What are your favourite biscuits?
Chocolate Bourbons or Custard Creams. Either packet will be destroyed into tiny crumbs if left in my vicinity. Or even just in the same house.
Where do you do most of your writing?
I have an office in my garden, but I actually mostly work in the bedroom. I find it a very tranquil room, and it's fun to lie on the bed with a laptop - it feels less formal and contributes to a more playful feeling of experimentation. I imagine it's the cushions too, unless your garden office resembles a seraglio...
What book are you reading at the moment?
There are 14 books by my side at the moment. I'm doing preparatory research for my next book, so I'm just trying to get my head around a new area of historiography. But the book I most recently enjoyed was Andrew Roberts' superb biography of Napoleon, which is a fantastic read. I've probably read 20 books about Napoleon, but this one somehow felt fresh. 14! Now I don't feel so bad about having three books on the go
Do you use social media (facebook, twitter, instagram etc) to engage with your audience, do you think it helps sales and do you find it fun or a chore?
I'm on Twitter because I utterly love it, but obviously the fact I communicate with so many people has really helped me with my book - not just in marketing it, but in actually writing it. The 12 historians who fact-checked A Million Years In A Day are all Twitter contacts, and I'm glad to say I've since become friends with several of them in real life. I also used Twitter to test jokes, express ideas, ask advice, and cheer me up when I was going a bit doolally. Writing a book full time, 7 days per week, can be a lonely experience. Twitter kept me sane! Nice to hear that Twitter can be something other than a time suck!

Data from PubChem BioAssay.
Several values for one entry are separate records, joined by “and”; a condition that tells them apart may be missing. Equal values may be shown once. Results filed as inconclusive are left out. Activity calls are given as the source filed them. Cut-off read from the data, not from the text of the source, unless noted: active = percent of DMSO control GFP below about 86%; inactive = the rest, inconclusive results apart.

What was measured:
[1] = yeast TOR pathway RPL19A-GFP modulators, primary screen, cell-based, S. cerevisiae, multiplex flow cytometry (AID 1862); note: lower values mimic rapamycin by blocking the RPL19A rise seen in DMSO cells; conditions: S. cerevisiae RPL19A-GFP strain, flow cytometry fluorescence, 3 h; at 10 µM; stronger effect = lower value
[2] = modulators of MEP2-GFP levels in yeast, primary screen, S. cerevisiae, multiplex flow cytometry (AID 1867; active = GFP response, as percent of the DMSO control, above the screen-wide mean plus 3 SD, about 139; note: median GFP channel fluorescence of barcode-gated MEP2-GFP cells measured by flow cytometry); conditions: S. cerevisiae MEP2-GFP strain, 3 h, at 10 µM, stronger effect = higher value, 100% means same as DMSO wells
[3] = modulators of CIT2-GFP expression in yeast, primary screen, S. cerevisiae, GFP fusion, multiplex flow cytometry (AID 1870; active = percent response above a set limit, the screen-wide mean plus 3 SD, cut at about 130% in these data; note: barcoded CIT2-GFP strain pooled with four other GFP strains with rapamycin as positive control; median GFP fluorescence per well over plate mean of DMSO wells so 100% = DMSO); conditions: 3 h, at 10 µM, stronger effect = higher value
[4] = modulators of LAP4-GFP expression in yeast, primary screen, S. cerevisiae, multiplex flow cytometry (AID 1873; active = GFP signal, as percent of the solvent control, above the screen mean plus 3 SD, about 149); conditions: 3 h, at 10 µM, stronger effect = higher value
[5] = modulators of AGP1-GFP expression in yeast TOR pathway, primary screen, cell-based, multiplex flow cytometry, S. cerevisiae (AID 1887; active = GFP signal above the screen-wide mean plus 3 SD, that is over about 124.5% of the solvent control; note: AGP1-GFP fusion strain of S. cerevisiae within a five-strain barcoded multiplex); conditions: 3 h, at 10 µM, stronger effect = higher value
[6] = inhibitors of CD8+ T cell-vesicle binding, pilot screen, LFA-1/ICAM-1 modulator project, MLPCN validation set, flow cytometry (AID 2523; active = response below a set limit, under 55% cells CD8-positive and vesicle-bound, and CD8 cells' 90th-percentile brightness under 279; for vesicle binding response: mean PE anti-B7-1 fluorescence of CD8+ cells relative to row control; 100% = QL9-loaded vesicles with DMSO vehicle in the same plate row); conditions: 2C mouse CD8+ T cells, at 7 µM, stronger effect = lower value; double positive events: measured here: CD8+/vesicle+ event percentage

Do you own an e-reader? and do you prefer to read digital or paper copy?
I do, but I barely use it - it's only for holidays and work travel. I vastly prefer the tangible texture of paper, and I find that I remember so much more when reading is a tactile experience that involves a physical book in my hand.
Do you dream in colour?
I do. Mainly I dream about playing football for Spurs; but being a typical Spurs fan, I very rarely win a match... even my wildest fantasies are drizzled in crushing disappointment.
If reading and writing were banned, what would you do instead?
I would campaign to get them unbanned - there is nothing more sacred than the discovery of new knowledge. Communication is the essence of humanity.
What is your ideal holiday?
A city break to somewhere historic, (why am I not surprised!) preferably a place that boasts loads of museums and Nutella-flavoured ice cream. I adored Florence, that ticked both boxes! My honeymoon to the Riviera Maya in Mexico was also amazing - it was the first time in 10 years my wife had seen me properly relax. It was weird, but a nice weird!
A Million Years in a Day by Greg Jenner is out now! As of May 14th it's also available in audiobook, if you want to hear him read it...
Thank you to Greg for some excellent answers.